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Blinken warns deadly fentanyl crisis will spread globally

United States Secretary of State Anthony Blinken speaks at the 67th Session of the UN Commission on Narcotic Drugs in Vienna, Austria, Friday, March 15, 2024. (AP Photo/Theresa Wey)
Theresa Wey
/
AP
United States Secretary of State Anthony Blinken speaks at the 67th Session of the UN Commission on Narcotic Drugs in Vienna, Austria, Friday, March 15, 2024. (AP Photo/Theresa Wey)

Secretary of State Antony Blinken warned on Friday that countries around the world will soon face the kind of fentanyl drug crisis that's killing tens of thousands of people each year in the U.S.

Blinken spoke at a United Nations conference in Vienna, Austria, focused on the spread of narcotics and synthetic street drugs.

"In many ways we've been a canary in the coal mine, particularly when it comes to fentanyl, Blinken said. "It hit us hard, it hit us first, but unfortunately not last. And we can see its ravages taking hold in other countries."

Blinken was the first U.S. Secretary of State to address the annual U.N. Commission on Narcotic Drugs.

Experts say fentanyl spread fastest in the U.S. because of powerful Mexican cartels, trafficking the substance across the southern border.

"Synthetic drugs are now the number one killer of Americans age 18 to 45," Blinken noted, though he said the surge in drug deaths appears to have leveled off.

Unlike heroin, which is made from plant-based raw materials, fentanyl is made in labs from industrial chemicals, often sourced in China.

According to the latest data from the Centers for Disease Control and Prevention, drug overdose deaths are now killing more than 110,000 people in the U.S. every year. The U.S. lacks low-cost drug treatment and healthcare programs available in many other developed countries, which have seen far fewer impacts from fentanyl.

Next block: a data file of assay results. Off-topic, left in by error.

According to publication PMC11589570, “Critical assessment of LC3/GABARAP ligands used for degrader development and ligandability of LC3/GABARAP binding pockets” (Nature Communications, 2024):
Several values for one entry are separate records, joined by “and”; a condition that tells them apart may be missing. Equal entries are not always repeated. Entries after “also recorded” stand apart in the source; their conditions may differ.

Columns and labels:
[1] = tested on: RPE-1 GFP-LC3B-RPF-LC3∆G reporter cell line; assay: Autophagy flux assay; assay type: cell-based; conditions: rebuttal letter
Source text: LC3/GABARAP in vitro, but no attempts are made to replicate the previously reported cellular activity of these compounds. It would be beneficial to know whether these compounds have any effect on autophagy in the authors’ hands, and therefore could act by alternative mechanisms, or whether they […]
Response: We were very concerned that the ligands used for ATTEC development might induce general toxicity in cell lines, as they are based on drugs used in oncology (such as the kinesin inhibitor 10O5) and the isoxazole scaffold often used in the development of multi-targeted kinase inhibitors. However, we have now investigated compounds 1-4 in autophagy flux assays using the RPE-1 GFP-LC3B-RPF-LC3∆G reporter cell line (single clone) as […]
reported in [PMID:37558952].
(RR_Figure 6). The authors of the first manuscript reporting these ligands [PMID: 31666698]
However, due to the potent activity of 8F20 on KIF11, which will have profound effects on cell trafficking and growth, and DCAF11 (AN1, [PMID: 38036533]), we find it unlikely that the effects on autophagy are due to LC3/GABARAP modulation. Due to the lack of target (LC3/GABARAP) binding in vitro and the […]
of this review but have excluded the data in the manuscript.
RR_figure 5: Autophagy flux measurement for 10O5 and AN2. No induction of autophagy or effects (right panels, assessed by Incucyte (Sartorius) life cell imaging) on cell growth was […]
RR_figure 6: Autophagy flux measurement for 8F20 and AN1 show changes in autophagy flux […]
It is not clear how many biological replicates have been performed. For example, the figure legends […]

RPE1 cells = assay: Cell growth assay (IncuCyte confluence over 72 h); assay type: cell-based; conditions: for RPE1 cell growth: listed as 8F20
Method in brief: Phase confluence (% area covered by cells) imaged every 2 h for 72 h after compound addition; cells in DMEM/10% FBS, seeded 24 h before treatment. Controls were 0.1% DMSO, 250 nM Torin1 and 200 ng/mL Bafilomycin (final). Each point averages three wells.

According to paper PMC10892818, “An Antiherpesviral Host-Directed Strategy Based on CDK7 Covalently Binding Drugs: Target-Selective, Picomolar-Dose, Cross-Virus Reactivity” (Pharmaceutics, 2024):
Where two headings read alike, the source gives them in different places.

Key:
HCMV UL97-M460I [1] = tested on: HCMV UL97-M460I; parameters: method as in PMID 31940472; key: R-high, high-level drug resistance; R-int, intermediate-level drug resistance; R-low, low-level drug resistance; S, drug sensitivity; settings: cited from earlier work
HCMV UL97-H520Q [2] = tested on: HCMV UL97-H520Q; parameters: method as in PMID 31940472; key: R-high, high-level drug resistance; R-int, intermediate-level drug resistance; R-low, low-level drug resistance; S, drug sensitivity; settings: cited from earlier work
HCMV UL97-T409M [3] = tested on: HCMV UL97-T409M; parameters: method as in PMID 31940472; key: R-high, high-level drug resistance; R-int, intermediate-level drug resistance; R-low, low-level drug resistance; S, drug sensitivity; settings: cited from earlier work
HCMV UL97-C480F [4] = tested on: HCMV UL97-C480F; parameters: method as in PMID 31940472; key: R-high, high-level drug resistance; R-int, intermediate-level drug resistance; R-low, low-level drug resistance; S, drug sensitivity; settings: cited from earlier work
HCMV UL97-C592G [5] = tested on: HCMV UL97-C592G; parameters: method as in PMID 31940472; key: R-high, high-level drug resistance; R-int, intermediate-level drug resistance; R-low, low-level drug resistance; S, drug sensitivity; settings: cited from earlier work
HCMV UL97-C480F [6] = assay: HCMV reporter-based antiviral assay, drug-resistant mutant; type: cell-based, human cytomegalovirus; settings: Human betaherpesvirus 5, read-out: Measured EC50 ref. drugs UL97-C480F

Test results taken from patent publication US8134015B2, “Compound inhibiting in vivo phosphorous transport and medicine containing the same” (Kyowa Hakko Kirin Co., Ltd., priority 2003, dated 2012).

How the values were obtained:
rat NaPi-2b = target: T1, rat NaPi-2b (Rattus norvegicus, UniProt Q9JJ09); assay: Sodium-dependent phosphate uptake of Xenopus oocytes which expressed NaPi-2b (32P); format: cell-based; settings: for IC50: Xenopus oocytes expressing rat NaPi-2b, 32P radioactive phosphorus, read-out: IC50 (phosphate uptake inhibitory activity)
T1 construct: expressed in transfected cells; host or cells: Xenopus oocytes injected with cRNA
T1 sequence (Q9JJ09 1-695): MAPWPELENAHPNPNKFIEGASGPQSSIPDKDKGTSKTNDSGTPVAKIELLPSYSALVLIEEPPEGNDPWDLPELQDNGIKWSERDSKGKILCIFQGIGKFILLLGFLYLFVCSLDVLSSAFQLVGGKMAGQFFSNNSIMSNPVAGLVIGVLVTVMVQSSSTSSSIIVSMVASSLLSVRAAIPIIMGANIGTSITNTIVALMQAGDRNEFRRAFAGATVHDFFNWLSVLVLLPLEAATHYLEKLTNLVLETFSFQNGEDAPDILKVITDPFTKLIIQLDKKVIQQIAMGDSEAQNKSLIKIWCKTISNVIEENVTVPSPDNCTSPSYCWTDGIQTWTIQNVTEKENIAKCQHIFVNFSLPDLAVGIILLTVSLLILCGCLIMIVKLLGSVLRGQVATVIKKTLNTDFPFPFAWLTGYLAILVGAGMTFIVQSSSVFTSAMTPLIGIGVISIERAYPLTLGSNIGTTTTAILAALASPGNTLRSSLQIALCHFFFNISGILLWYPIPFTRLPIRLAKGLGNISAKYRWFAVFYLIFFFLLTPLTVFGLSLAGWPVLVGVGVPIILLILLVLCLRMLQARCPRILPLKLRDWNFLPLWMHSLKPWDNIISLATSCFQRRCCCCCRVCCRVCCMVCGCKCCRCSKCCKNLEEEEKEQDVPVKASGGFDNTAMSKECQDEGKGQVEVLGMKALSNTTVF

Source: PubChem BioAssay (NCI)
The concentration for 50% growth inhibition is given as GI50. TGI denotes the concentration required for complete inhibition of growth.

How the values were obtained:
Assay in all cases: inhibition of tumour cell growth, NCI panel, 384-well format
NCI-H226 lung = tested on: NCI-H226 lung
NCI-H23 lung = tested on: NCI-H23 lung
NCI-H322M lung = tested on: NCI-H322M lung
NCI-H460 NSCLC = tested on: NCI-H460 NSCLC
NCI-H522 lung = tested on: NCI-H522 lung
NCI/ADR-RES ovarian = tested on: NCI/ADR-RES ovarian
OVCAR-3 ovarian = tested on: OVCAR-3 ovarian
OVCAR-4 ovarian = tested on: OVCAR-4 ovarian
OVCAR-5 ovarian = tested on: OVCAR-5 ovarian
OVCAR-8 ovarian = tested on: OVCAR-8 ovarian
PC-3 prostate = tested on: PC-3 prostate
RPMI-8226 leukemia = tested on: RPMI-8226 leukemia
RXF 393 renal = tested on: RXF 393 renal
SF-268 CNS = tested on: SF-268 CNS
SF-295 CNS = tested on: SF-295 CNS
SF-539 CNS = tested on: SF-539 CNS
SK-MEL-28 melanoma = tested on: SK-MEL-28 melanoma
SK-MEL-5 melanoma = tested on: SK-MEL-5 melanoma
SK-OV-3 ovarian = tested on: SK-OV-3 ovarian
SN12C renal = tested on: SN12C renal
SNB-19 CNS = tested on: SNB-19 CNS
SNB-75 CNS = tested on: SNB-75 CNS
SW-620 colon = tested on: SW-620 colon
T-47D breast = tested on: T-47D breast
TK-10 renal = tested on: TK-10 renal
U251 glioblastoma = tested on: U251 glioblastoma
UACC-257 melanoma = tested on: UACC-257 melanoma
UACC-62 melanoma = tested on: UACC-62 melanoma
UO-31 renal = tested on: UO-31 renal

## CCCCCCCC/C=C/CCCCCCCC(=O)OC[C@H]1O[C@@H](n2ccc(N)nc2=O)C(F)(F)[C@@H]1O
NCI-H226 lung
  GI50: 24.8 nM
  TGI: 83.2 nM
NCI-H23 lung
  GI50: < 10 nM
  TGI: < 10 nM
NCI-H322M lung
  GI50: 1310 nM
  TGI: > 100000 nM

But many drug policy experts expect fentanyl to make inroads because the drug is so profitable and easy to make.

Blinken said unless nations work together to slow fentanyl trafficking, overdose deaths will keep rising around the world.

"If we want to change the trajectory of this crisis, there is only one way to proceed and that's together," he said.

Public officials, however, say slowing illegal production and trafficking of synthetic drugs will be uniquely challenging.

"The criminal groups that produce these drugs are agile," Blinken acknowledged.

"When one country cracks down on production of a synthetic drug or the chemical precursors that go into making them, criminals quickly find another place to produce them."

The Biden administration has faced fierce criticism from Republicans, who say the U.S. isn't doing enough to halt fentanyl smuggling.

Over the past year, Blinken and other U.S. officials have held high-level talks with counterparts in Mexico and China, encouraging them to do more to crack down on fentanyl supply chains.

Meanwhile, addiction experts say fentanyl, methamphetamines, nitazines, xylazine and other toxic synthetic street drugs remain cheap and widely available available across the U.S.

Copyright 2024 NPR. To see more, visit https://www.npr.org.

Brian Mann
Brian Mann is NPR's first national addiction correspondent. He also covers breaking news in the U.S. and around the world.